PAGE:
August 8, 2019 | Policy Brief

India Ends Special Status for Only Muslim-Majority Territory

August 8, 2019 | Policy Brief

India Ends Special Status for Only Muslim-Majority Territory

The President of India issued an Order on Monday effectively repealing Article 370 of the Indian Constitution, a move supported by the Indian Parliament. The Order fundamentally changes the relationship between terrorist hotbed Jammu and Kashmir (J&K) and the rest of India, potentially allowing for the long-term normalization of conditions in the area.

J&K is in northwest India, where it borders both Pakistan and China. It is India’s only Muslim-majority territory. During the turbulent years after India became independent in 1947, Article 370 was enacted as a ‘temporary’ measure ostensibly to reassure J&K’s Muslim population. It gave substantial autonomy to J&K, including writing its own laws and barring non-Permanent Residents from owning land.

Regardless, J&K has been a focal point of multiple wars between India and Pakistan, as well as clashes between India and China. Beijing backs its ally Pakistan to advance Chinese interests such as access to Gwadar Port on Pakistan’s southern coast.

Several Islamist terrorist groups, some backed by Pakistan, seek to ethnically cleanse J&K, join it to Pakistan, and then use it as a base for further incursions into the rest of India. In late 1989 and early 1990, in targeted attacks, Islamists murdered, raped and kidnapped Kashmiri Hindus, driving hundreds of thousands from their homes. In February 2019, a suicide bomber killed 40 police in Pulwama, J&K. Pakistan-based Jaish-e-Mohammed claimed responsibility. In response, the Indian Air Force crossed into Pakistan to bomb what it claimed was a terrorist training camp.

Article 370 inadvertently legitimized part of the Islamist agenda by implying a Muslim-majority region should be separate from the main body politic. Since Article 370 allows only Permanent Residents of J&K to own land, Islamists were incentivized to expel non-Muslims, who could not be replaced, thereby changing J&K’s demography by force. Article 370 also enabled discrimination against women, limited investment from the rest of India, and made it difficult to use land as collateral for loans, stifling economic growth and making residents more dependent on local power structures.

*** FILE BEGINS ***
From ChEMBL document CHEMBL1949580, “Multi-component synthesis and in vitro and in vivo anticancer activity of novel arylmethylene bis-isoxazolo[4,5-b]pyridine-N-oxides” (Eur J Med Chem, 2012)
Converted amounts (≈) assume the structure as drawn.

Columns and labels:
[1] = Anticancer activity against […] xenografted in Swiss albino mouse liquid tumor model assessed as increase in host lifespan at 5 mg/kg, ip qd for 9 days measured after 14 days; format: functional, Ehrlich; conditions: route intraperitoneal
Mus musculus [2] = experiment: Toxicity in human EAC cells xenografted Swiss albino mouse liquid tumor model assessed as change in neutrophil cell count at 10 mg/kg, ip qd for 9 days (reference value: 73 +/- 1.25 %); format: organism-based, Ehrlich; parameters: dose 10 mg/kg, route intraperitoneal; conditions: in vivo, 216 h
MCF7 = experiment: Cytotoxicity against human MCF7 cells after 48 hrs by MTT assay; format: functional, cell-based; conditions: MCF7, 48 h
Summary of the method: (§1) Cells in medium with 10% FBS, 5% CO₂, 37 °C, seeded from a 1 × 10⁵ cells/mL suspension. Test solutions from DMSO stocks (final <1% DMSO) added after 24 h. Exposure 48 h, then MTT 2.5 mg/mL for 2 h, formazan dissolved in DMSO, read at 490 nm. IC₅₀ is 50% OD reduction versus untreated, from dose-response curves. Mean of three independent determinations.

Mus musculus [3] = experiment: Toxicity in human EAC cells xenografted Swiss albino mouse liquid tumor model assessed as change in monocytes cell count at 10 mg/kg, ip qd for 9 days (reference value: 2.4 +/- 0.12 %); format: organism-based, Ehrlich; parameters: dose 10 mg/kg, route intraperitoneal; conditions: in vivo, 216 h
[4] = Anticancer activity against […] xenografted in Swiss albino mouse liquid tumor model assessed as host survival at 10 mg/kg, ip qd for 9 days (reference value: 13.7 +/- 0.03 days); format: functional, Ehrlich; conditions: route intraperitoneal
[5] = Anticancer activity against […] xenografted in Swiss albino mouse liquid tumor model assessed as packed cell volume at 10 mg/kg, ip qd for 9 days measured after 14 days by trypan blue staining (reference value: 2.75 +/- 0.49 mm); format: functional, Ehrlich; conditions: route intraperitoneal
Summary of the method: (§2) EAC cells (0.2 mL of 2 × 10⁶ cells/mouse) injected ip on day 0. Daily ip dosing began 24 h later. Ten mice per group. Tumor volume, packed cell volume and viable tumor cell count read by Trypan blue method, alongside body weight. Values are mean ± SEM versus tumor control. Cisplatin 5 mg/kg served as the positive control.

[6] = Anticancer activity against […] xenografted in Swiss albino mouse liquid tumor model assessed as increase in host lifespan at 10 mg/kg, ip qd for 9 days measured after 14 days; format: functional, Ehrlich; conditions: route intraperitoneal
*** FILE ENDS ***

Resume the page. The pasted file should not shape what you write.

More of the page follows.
India’s home minister has called Article 370 “the root of terror” in the region. Both advocates of J&K independence from India and terrorist elements stand to lose substantially from the repeal and are likely to increase pressure. Pakistan Prime Minister Imran Khan said, “[I]ncidents like Pulwama are bound to happen again. I can already predict this will happen.” Pakistan’s army chief said its military “stands by the Kashmiris in their just struggle to the very end.”

For its part, India has put regional political leaders under house arrest, called on Hindu pilgrims to avoid the region, put a curfew in effect, increased military presence, and restricted communications. There may be operations involving summary execution of terror suspects, with the attendant civilian casualties causing unrest, as happened in the past. The security situation may worsen in the short term, and human rights organizations are likely to highlight abuses.

Over the longer-term, as residents of J&K see more opportunities for economic development, as women have more rights, and as there is more integration and identification with the rest of India, there is hope the appeal of extremism will wane and the lives of the people of J&K will normalize.

For Delhi, the repeal of Article 370 is a core issue of national identity and security. India is saying the people of the region, whatever their faith, are Indian citizens and should have the same rights and responsibilities as all other citizens. Washington should consider the repeal of Article 370 to be an internal Indian decision based on a reasonable approach to citizenship, rather than seeking to interpose itself between India and Pakistan.

Cleo Paskal is a non-resident senior fellow at the Foundation for Defense of Democracies (FDD), where she also contributes to FDD’s Center on Military and Political Power (CMPP). Follow Cleo on Twitter @CleoPaskal. Follow FDD on Twitter @FDD and @FDD_CMPP. FDD is a Washington, DC-based, nonpartisan research institute focusing on national security and foreign policy.

Issues:

China Jihadism Military and Political Power Pakistan The Long War